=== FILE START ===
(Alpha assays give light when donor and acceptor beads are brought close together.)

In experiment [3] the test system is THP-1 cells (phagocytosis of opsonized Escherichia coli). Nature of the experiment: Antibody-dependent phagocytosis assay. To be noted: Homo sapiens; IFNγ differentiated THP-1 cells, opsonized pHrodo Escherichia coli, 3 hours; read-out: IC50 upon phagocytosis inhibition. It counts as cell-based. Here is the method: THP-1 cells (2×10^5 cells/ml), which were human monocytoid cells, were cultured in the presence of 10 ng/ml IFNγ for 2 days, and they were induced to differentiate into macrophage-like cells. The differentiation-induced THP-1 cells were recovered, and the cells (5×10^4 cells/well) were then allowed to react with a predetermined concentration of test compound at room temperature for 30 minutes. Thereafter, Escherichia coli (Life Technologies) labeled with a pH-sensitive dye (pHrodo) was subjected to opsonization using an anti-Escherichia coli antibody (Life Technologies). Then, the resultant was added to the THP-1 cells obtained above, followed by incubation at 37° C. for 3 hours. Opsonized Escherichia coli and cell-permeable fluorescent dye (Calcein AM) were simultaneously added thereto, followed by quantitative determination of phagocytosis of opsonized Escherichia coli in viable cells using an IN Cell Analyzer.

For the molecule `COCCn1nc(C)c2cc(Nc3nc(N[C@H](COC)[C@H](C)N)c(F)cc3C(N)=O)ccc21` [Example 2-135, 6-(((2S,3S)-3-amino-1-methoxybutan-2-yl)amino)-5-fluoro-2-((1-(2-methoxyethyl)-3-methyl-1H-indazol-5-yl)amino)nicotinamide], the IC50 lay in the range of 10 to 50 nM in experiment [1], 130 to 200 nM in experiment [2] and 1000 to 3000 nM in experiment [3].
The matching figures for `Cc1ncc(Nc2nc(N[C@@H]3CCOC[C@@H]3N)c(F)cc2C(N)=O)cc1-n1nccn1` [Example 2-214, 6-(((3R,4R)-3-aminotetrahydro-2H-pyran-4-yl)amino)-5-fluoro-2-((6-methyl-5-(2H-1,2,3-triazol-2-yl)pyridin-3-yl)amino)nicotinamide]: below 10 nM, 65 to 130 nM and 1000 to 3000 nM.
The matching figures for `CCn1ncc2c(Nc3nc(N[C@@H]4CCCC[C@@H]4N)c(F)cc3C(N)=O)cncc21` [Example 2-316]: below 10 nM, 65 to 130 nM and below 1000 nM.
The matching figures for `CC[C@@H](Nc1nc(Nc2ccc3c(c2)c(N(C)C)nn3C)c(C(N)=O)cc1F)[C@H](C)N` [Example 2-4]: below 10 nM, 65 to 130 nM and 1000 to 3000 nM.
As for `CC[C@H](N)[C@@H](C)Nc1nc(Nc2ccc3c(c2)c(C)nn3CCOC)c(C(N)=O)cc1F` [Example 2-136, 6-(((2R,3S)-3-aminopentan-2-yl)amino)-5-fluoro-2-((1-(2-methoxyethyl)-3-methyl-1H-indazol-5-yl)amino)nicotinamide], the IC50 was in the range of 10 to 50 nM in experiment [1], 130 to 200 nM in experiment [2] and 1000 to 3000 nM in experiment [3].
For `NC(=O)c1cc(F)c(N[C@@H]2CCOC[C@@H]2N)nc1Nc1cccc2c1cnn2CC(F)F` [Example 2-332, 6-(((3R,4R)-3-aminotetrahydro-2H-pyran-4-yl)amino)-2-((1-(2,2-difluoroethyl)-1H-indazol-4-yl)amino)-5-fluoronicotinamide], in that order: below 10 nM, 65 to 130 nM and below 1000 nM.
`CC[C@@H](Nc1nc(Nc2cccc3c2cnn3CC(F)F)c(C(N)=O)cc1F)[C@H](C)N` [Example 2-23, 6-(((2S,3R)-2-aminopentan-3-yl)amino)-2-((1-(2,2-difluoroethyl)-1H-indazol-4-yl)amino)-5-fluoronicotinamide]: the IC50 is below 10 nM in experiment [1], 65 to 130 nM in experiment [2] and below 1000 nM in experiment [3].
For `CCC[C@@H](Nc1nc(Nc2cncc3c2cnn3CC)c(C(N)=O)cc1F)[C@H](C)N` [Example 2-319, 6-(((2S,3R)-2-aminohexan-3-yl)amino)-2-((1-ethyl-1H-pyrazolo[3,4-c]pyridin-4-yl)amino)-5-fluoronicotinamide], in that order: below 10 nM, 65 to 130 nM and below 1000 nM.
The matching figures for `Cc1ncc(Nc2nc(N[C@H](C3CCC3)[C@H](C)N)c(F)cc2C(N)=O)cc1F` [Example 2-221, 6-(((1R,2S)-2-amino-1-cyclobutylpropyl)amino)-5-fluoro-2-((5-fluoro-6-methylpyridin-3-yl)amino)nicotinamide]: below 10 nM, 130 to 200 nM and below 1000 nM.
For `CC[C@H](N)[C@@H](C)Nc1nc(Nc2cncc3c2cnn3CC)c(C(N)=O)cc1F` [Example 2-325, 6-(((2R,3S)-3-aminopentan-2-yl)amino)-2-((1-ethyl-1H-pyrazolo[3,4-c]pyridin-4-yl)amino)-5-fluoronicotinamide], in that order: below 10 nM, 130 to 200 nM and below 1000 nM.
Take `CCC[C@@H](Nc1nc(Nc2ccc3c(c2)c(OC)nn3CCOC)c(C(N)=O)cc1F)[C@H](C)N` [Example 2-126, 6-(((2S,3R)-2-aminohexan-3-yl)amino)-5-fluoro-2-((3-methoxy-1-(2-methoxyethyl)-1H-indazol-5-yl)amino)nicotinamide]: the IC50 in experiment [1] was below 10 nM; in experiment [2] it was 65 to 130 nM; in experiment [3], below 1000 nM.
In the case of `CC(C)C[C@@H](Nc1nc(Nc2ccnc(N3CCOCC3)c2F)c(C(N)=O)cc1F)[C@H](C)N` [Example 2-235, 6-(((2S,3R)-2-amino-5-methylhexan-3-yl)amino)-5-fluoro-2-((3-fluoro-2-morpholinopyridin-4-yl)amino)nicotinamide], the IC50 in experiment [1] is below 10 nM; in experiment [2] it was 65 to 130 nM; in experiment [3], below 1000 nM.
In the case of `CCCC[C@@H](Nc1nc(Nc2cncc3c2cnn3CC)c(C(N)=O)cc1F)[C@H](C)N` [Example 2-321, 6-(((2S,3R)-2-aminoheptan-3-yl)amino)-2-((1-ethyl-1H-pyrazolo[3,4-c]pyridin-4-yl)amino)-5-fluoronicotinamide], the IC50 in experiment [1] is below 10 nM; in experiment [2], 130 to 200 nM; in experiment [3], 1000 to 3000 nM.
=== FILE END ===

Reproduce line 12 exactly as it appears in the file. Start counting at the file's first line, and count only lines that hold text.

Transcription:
For `CC[C@H](N)[C@@H](C)Nc1nc(Nc2cncc3c2cnn3CC)c(C(N)=O)cc1F` [Example 2-325, 6-(((2R,3S)-3-aminopentan-2-yl)amino)-2-((1-ethyl-1H-pyrazolo[3,4-c]pyridin-4-yl)amino)-5-fluoronicotinamide], in that order: below 10 nM, 130 to 200 nM and below 1000 nM.